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Chatsworth High School
& Community College

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Pupil Premium

The Pupil Premium Grant (PPG) is additional funding given to schools in England to raise the attainment of disadvantaged pupi ls and to help close the gap between those disadvantaged students and their peers.

In the 2016 to 2017 financial year we received the following funding for each child (from Year 7 - Year 11) registered as eligible for free school meals at any point in the last 6 yea rs (Ever 6 ):

Secondary Ever 6 £935 per pupil

We also received £1,400 for each pupil who:

 had been ‘looked after’ for 1 day or more

 had been adopted from care

 had left care under:

 a special guardianship order

 a residence order

 a child arrangement order

27 % of our students were eligible for the PPG and the total amount of funding which we received was £ 36, 450

This was broken down as follows: Category

Amount per child

No. of Children**

Total Amount





Secondary Ever 6

£ 935


£ 17,765

Looked After Children (LAC)

Lagged funding from 2015 - 2016



£ 8,400

£10, 285

The Pupil Premium funding that is received annually by the school is used effectively in a variety of ways in order to improve pupil attainment and to help overcome any barriers to learning. We have utilised strategies from a variety of sources in an effort to ‘narrow the gap’ bet ween all groups of children so that everybody succeeds.

The Headteacher has the discretion to determine how this funding is spent in order to tackle the barriers to learning. We consider that all the pupils are ‘vulnerable’ compared to pupils in mainstream schools . To ensure that any pupil who needs it , gets the support they need to make maximum progress, the school match funds our Pupil Premium Grant money to enable us to offer a wider variety of interventions to a range of pupils across the school where there is a need, regardless of whether pupils are eligible for Pupil Premium Grant or not.

We have identified pupils across the school who were not making as much progress as their peers in a variety of areas, e.g. English, Maths, other curriculum areas, emotional wellbeing, communication , engagement etc. We then identified and provided appropriate interventions and support. We split the cost according to the percentage of pupils who were eligible for Pupil Premium, e.g. if an intervention cost £1000 for 10 pupils, 5 of whom were eligible for PPG, then £500 was allocated from PPG and £500 from the school budget. This enables us to provide the right intervention and support for all of our pupils across the school.


Pupil Premium Grant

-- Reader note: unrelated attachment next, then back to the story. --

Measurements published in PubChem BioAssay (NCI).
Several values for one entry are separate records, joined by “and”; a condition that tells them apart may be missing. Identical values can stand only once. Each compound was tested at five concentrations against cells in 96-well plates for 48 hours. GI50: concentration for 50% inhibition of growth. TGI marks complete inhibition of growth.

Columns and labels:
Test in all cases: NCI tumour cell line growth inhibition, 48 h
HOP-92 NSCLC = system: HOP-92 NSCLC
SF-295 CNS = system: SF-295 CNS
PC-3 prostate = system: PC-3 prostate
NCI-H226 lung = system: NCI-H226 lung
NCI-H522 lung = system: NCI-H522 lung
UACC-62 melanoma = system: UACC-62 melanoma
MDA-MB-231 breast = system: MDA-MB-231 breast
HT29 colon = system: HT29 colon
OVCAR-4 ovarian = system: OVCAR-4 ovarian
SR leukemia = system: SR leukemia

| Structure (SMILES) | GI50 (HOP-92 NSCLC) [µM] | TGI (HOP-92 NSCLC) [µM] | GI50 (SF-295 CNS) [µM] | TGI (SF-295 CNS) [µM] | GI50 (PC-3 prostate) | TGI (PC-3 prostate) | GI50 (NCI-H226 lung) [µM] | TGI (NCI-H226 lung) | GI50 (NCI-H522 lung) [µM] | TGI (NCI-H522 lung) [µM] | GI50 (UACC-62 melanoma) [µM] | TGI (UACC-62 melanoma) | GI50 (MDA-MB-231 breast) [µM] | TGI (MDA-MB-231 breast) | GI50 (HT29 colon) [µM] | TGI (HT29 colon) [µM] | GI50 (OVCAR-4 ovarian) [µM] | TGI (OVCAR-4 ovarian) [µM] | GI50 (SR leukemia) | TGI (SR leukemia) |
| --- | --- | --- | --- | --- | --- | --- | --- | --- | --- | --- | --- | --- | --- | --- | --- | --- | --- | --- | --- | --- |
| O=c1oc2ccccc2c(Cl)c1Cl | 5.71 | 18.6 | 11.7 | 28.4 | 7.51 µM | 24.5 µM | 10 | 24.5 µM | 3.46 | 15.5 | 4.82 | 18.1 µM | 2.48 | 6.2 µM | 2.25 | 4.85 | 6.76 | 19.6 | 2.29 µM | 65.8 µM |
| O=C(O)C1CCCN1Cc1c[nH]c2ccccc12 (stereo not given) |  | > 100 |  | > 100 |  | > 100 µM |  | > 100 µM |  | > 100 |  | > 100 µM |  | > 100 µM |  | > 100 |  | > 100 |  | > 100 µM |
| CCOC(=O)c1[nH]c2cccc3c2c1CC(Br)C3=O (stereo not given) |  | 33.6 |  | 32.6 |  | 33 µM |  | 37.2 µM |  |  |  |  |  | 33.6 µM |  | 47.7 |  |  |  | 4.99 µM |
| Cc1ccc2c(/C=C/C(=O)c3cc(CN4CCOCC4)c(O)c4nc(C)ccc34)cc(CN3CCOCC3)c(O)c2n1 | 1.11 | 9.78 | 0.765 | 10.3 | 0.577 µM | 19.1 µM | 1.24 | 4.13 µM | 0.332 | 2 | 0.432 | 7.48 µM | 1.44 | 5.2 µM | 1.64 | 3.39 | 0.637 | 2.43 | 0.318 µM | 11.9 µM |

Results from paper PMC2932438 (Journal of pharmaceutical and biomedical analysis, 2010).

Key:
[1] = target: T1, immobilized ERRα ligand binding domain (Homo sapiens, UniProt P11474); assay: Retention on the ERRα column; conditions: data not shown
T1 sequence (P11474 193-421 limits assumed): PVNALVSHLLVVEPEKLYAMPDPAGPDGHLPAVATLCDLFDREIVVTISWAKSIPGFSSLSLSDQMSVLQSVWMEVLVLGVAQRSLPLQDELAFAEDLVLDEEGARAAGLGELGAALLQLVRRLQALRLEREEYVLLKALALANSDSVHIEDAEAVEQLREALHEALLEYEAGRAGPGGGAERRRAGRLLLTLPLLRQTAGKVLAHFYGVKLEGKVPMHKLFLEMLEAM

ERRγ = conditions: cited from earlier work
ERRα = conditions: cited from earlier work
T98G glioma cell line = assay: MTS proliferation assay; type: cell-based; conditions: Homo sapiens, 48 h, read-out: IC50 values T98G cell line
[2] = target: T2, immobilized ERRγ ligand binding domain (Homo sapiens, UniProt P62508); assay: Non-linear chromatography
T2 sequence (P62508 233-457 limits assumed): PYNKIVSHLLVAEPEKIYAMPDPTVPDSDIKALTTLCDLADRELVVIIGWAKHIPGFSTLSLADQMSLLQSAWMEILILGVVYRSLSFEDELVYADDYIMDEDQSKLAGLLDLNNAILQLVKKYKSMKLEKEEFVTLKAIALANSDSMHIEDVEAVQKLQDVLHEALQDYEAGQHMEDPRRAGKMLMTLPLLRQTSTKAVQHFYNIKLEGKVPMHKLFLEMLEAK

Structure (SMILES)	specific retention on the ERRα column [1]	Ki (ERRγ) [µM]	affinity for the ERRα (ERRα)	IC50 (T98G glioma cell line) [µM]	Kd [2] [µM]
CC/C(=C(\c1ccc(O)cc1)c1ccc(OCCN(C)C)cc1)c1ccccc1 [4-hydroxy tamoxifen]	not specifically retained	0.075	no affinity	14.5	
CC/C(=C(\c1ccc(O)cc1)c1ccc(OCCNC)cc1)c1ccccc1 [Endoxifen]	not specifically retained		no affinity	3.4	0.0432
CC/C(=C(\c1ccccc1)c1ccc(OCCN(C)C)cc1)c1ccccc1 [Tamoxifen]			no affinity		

Overall, there are no significant differences in progress between students who are eligible for Pupil Premium (free school me als or those who are looked after) in Maths.

Strand of Maths

Pupil premium

Whole school












There are no differences in progress between students who are eligible for Pupil Premium in reading and writing. There is one area of English, (speaking and listening), which shows differences between the progress of students who are eligible for Pupil Premium and tho se who are not in English, see table below:


Strand of English

Pupil premium

Whole school





76 %






We do not consider that these discrepancies in progress are due to these pupils being eligible for PPG. Within this cohort there are 7 students w ith ASC, 2 students who are non - verbal and 1 student who has Hearing Impairment , which equates to 62% of that particular cohort, which may explain this difference in progress in speaking and listening .  We have put interventions and actions in place to ensure these specific students are making as much progress as possible, given their inherent communication difficulties.

 Overall in English - 75 % of students eligible for Pupil Premium achieved at upper quartile.

 Overall in Maths - 81% achieved in the median and the upper quartile.

We consider that the PPG expenditure is effective in ensuring that pupils who are eligible for this money are making good and better than good progress. There are no significant differences in progress between pupils who are eligible for PPG and those who are not. The students have been enthusiastic about the extra learning opportunities provided increasing motivation, engagement, and attendance and improving behaviour.   

for more details on how the PPG has been spent, please see detailed reports below.

Sue Goldsworthy